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Assassination Tango

  HoneAssassination Tango
FYI: That little pony tail thing, NEVER A GOOD IDEA.

© 2003, United Artists
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John Anderson (Robert Duvall) is a hired assassin. Working in his old-school New York neighborhood, John makes his killings to support his girlfriend (Kathy Baker) and her daughter, whom he loves dearly. John is summoned to Argentina to make a hit on a local political figure, working with a shady local (Ruben Blades) to make arrangements for the kill. When his target’s arrival is unexpectedly delayed by two weeks, John decides to take in the sights, finding a lonely tango club, and a dancer named Manuela (Luciana Pedraza), with whom he becomes instantly smitten.

“Assassination Tango” (IMDb listing) is Robert Duvall’s hotly anticipated directorial follow-up to his warmly received 1997 film, “The Apostle.” “Tango” is a trickier film, with an artistic core of the tango dance in the middle of a very tepid and routine thriller plot. Duvall seems to understand that he’s asking quite a bit of mainstream audiences to sit through a picture about dance, and throws in action to ease the blow. But what isn’t anticipated is how lovely the tango scenes are, thus negating the excess within the rest of the film.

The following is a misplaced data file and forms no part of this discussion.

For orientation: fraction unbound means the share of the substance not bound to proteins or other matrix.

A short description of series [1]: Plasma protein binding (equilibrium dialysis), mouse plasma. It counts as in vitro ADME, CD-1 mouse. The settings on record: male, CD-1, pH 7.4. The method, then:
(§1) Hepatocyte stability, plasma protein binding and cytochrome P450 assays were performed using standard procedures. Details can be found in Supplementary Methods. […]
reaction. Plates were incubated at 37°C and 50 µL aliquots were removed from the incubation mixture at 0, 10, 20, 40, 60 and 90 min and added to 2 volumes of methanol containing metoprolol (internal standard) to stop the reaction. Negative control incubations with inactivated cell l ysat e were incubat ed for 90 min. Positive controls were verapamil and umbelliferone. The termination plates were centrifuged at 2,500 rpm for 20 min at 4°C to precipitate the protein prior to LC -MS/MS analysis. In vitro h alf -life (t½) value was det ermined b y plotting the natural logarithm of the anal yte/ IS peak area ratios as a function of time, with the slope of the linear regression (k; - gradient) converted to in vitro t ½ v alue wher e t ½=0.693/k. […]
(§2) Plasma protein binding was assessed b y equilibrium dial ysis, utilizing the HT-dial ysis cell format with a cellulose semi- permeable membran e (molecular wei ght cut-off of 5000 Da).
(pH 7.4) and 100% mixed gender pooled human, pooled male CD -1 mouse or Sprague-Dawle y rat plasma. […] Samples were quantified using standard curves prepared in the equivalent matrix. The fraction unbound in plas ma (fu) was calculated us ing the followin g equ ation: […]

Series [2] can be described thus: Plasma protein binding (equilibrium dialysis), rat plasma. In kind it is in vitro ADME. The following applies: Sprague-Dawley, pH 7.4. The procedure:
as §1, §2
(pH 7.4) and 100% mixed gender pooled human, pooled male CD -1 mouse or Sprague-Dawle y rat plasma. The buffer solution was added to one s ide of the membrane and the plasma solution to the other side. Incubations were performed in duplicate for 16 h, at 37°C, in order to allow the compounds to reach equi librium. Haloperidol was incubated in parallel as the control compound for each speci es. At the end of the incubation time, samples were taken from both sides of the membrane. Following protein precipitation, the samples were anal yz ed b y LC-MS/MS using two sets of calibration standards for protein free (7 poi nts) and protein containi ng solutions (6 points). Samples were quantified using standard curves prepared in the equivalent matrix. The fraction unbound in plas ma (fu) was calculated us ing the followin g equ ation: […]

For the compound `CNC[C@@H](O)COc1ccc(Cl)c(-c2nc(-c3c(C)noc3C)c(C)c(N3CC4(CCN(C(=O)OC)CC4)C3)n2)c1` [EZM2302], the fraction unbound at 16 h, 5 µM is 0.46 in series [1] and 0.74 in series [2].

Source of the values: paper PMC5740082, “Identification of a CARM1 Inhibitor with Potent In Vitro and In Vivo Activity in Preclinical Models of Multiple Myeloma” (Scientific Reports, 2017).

Filmed with grace and reverence, Duvall approaches the tango scenes with the utmost respect the dance commands. They end up being the lifespring within the picture, and undoubtedly Duvall’s main obsession. He also provides a calm travelogue of Argentina, reveling in the richness of its culture and the beauty of Buenos Aries. It’s not that the tough guy assassin act hurts the film, it just takes away concentration from the softer, more artistic side of the story. And when the bullets started flying in the final act of the film, I wanted to return to the dance and the city streets.

In directing himself, Duvall allows his acting to free-flow in the picture. Duval-the-actor, only seems to liven up in films from Duvall-the-director, forcing himself to put away his poker-faced meditation and actually make facial gestures. “Tango” isn’t Duvall’s strongest work, but it takes him out of the humdrum repetition of his recent performances and challenges him in a way other directors are afraid to. In the co-star role, newcomer Luciana Pedraza is a real find, mixing a very natural presence with the reason she’s in the film: her gorgeous dancing. Duvall and Pedraza share a very easy chemistry, taking away the creepiness factor of their real life May-December relationship. Duvall films every scene in a very matter-of-fact way, especially the courtship moments between the two actors. Because of this, the scenes feel unusually natural, like you’re witnessing an honest-to-God fantastic first date. It also adds much needed warmth to the film.

“Assassination Tango” is a bizarre film that, if not entirely challenging Duvall’s artistic skills, it is at least taking his filmography in new, exciting directions. Fans of the tango should not miss this.

Filmfodder Grade: B

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